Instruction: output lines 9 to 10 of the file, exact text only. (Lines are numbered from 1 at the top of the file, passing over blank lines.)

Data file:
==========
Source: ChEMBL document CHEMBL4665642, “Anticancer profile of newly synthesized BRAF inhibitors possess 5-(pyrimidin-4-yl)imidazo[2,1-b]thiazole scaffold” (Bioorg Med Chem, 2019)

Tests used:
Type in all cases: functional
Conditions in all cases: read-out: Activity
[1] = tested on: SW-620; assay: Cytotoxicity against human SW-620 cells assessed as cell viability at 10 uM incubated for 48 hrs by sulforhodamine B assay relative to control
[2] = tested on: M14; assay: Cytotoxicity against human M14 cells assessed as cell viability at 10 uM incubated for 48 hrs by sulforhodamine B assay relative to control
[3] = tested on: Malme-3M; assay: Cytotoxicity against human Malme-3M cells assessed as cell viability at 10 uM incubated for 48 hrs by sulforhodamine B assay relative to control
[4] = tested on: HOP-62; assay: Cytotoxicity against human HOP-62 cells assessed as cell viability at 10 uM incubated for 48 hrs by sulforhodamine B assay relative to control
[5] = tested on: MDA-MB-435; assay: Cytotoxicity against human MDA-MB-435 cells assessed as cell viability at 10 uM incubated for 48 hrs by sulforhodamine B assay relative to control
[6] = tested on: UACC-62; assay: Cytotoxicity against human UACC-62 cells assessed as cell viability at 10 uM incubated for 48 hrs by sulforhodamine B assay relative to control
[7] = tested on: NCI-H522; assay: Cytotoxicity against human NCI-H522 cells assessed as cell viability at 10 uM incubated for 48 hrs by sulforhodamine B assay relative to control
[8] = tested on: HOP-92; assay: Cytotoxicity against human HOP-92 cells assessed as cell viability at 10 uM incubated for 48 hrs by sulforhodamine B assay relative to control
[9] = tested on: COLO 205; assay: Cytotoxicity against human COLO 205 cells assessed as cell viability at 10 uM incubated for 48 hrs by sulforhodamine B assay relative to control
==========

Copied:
[5] = tested on: MDA-MB-435; assay: Cytotoxicity against human MDA-MB-435 cells assessed as cell viability at 10 uM incubated for 48 hrs by sulforhodamine B assay relative to control
[6] = tested on: UACC-62; assay: Cytotoxicity against human UACC-62 cells assessed as cell viability at 10 uM incubated for 48 hrs by sulforhodamine B assay relative to control